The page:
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lec10 A crash course in Python

lec10 A crash course in Python -...

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http://www.cs.ucsd.edu/classes/fa06/cse130/lectures/lec10.txt Lecture 10: A crash course in Python ------------------------------------ Before we say goodbye to ML, I'd like to remind you, that learning to program in ML -- and in general, the functional style, will positively impact how you design and implement software systems. An example of this, is the use of a library called "MapReduce" inside Google. The MapReduce library allows Google programmers (not released yet) to compute complex functions over _all_ the pages indexed by Google. The library has exactly two functions: 1. map : ('a -> key * 'b) -> 'a list -> (key * 'b) list 2. reduce (a.k.a. "fold"): ('b * 'b -> 'b) -> 'b list -> 'b The actual implementation is in C++ and is done by a complex system that: 1. parallelizes across hundreds of machines 2. manages communication, synchronization, failures 3. all the programmer uses are map, reduce # Show slides, show parallelization Hundreds of different tasks programmed using map/reduce library in Google. OK. but, now, speaking of Google, is a language that is used heavily inside Google, and also in a variety of other tools, e.g. BitTorrent: PYTHON. Named after the British TV show: "Monty Python". So why are we studying Python ? The main reason is that its cool, as you will see very soon. But other than that, it fits right into our main goal of seeing what goes into the guts of a PL... ML PYTHON ----------------------------------------------------------------------------------- 1. PL Paradigm Functional Imperative,Object-Oriented 2. Basic Unit everything is a Value everything is an Object 3. Types Static/Compile-time Dynamic/Execution-Time "Duck-typing" 4. Vars,DataModel Env:var -> value Namespace: var -> object No mutation Objects are mutable 5. Scope Static/Lexical Static/Lexical 6. Functions Functions (are values) Functions (are objects) 7. Building Blocks Structures Classes + Modules Hiding w/ Signatures No hiding("convention") http://www.cs.ucsd.edu/classes/fa06/cse130/lectures/lec10.txt (1 of 11) [2/13/2008 5:10:42 PM]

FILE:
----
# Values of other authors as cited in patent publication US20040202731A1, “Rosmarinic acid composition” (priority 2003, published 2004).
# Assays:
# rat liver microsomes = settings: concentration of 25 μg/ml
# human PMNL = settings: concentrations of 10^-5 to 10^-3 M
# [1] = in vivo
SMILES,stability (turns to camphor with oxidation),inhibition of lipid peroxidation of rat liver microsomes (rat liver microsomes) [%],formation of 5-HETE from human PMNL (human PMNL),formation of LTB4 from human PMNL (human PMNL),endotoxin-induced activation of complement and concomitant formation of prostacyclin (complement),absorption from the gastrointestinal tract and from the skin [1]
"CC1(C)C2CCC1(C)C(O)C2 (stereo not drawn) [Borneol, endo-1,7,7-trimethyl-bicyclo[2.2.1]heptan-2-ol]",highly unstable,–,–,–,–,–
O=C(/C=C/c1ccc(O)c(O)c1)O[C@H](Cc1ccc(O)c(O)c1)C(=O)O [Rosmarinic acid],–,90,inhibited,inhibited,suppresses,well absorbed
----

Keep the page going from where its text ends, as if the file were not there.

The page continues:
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http://www.cs.ucsd.edu/classes/fa06/cse130/lectures/lec10.txt ----------------------------------------------------------------------------------- Python has a very relaxed philosophy -- if something "can be done" then it is allowed. Combination of dynamic types + everything is an object makes for very flexible, very intuitive code. --> No static type system to "prohibit" operations --> At runtime, every "operation" is translated to a method call on the appropriate object. If the object supports the method, then the computation proceeds. Duck-typing: if it looks like a duck, quacks like a duck, then it is a duck! --> This loose, comfortable, free-style, philosophy is at the heart of python. --> This comes at a price. ML type discipline catches many bugs early when you are programming. Python would find the same problem much later during execution, which gets annoying, unless you write perfect code. ha ha. Some things similar to ML: --> Everything is an object. A very uniform data model. --> This includes functions. --> Can pass functions (just objects) around, i.e. can send/return functions.
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